Radiation from different wavelengths in the electromagnetic spectrum has very different characteristics and uses.
Radio waves have wavelengths ranging from one millimeter to hundreds of meters and frequencies of about 3 Hz to 300 GHz. They are commonly used by people to transmit data for television, mobile phones, wireless internet connections, and many other applications. The technology to encode radio waves with data is complex but involves changing the amplitude and frequency and phase relations of waves within a specific frequency band.
Microwave radiation has wavelengths ranging from one millimeter to one meter and frequencies between 0.3 GHz and 300 GHz. It includes super high frequency (SHF) and extremely high frequency classes. Microwaves are absorbed by molecules with dipolar covalent bonds, a property that is used to heat material uniformly and rapidly in microwave ovens. Microwave radiation is also used for some communication applications.
Terahertz radiation has wavelengths between the far infrared and microwaves and frequencies between 300 GHz and 3 terahertz. Radiation in this region can be used for imaging and communications and in electronic warfare to disable electronic equipment.
Infrared radiation has wavelengths between visible light and terahertz radiation and frequencies of 300 GHz (1 mm) to 400 THz (750 nm). Far-infrared radiation (300 GHz to 30 THz) is absorbed by the rotation of many gas molecules, by the molecular motions in liquids, and by phonons (a quantized mode of vibration of a crystal lattice) in solid phases. Most of the far-infrared radiation that enters the Earth's atmosphere is absorbed except for a few wavelength ranges (called windows) where some energy can penetrate. Mid-infrared radiation has frequencies from 30-120 THz and includes thermal radiation from blackbodies (i.e., bodies that absorb all energy at all wavelengths when they are cold). Near-infrared radiation is similar to visible light and has frequencies from 120 to 400 THz.
Higher frequency radiation (between 400 and 790 THz) with wavelengths between 400 and 700
nanometers is detectable by the human eye. Known as visible light, this form of radiation is also the range of most of the radiation emitted from the sun and stars. When objects reflect or emit light in the visible range, the human eye and brain are able to process data from these wavelengths into an optical image of the object. The details of how the human brain perceives radiation from these wavelengths and processes it into an image are not completely understood. Molecular biologists, neuroscientists, psychologists, and biophysicists are actively studying these processes.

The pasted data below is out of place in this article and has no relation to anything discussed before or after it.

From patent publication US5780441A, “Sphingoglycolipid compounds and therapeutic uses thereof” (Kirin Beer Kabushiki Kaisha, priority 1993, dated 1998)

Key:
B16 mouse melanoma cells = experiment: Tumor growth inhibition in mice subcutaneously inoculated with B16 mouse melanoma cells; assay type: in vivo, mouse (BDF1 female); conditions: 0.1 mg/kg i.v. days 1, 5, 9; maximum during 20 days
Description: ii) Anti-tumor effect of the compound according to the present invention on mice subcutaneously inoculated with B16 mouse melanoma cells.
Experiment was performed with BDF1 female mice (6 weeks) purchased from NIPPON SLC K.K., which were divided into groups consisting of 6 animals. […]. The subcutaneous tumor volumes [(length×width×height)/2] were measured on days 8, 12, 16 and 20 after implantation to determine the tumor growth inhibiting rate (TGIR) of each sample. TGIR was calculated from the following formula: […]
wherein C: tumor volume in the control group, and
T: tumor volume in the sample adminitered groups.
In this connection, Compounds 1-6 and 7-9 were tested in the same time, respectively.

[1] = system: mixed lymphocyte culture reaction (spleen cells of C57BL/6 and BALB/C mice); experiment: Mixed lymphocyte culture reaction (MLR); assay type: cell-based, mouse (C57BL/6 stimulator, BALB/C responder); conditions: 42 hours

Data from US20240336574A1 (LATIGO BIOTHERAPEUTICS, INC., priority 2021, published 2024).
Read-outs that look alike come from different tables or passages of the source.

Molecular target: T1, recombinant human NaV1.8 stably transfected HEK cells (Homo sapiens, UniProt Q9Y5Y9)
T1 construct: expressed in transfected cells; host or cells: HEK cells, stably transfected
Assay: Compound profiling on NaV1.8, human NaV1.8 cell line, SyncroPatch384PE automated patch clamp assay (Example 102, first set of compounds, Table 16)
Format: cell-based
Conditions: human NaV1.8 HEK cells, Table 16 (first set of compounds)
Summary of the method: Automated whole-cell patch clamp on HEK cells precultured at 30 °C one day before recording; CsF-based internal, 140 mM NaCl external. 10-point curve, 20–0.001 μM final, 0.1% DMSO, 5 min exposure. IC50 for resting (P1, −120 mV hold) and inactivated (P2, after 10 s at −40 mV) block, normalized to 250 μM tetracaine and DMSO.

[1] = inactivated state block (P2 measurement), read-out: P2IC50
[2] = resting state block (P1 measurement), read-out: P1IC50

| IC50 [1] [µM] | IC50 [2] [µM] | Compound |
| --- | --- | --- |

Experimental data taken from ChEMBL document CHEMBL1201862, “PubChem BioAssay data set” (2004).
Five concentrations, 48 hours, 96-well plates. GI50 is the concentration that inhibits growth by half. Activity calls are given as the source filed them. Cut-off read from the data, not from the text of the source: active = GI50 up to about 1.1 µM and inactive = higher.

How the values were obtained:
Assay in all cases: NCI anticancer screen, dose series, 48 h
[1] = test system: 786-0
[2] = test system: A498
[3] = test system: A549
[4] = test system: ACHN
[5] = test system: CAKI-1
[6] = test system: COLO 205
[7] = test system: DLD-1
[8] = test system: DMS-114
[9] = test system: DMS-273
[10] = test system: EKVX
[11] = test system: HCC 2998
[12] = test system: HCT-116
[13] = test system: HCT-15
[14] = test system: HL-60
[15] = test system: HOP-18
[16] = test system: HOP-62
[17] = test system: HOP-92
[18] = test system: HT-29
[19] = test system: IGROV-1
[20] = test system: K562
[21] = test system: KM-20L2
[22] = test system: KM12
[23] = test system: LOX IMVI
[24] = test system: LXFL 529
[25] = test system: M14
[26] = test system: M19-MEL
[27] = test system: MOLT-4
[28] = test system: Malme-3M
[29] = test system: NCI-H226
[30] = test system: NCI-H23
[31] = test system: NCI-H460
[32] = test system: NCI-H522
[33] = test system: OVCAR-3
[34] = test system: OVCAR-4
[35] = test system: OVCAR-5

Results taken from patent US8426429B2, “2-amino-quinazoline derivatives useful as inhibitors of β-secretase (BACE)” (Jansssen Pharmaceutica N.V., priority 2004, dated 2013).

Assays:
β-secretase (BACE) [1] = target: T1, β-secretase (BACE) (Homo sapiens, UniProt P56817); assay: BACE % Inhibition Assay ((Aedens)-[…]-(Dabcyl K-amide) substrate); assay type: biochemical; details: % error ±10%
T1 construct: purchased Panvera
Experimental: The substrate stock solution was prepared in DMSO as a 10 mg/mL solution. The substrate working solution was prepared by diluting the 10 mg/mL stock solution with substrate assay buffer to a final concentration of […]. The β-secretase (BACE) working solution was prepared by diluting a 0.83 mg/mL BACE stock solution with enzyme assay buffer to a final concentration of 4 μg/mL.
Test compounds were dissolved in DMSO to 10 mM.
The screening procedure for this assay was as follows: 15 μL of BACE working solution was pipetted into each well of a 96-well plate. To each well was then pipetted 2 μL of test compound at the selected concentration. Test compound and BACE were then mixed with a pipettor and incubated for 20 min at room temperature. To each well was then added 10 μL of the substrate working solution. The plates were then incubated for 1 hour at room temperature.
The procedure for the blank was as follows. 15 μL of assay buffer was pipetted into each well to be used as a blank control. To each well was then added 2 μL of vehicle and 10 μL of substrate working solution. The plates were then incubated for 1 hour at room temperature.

Ultraviolet radiation has wavelengths shorter than visible light and longer than X-rays, falling between 400 and 10 nm, and has energies between 3 and 124 electron volts. Ultraviolet radiation is emitted by the sun and is a highly energetic ionizing radiation that can induce chemical reactions, may cause some substances to glow or fluoresce, and can cause sunburn on human skin. The ultraviolet radiation from the sun is poisonous to most living organisms but is absorbed by the atmospheric ozone layer, preventing significant damage to life on Earth. If the ozone layer is depleted, ultraviolet radiation will cause significant damage to life on the surface of the Earth. During the early history of the Earth, no ozone layer existed, so the surface was constantly drenched in ultraviolet radiation. This may have prevented life from inhabiting the surface until a few billion years after the formation of the planet, when the ozone layer developed.
X-rays have wavelengths from 10 to 0.01 nanometers with frequencies between 30 petahertz and 30 exahertz (30 x 1015 Hz to 30 x 1018 Hz) and energies between 120 eV to 120 keV. X-rays can see through some objects (like flesh) but not others (like bones) and can be used to produce images for diagnostic radiography and crystallography. In the cosmos X-rays are emitted by neutron stars, some nebulae, and the accretion disks around black holes.
Gamma rays are the most energetic photons; they have no lower limit to their wavelength. Their frequency is greater than 1019 Hz, their energies are more than 100 keV, and their wavelengths are less than 10 picometers. Gamma rays are highly energetic and ionizing so they can cause serious damage to human tissue and represent a serious health hazard.
See also Archean; astronomy; cosmic microwave background radiation; electromagnetic spectrum; energy in the Earth system; life's origins and early evolution; ozone hole; pulsar; quasar; radioactive decay; radio galaxies; remote sensing.
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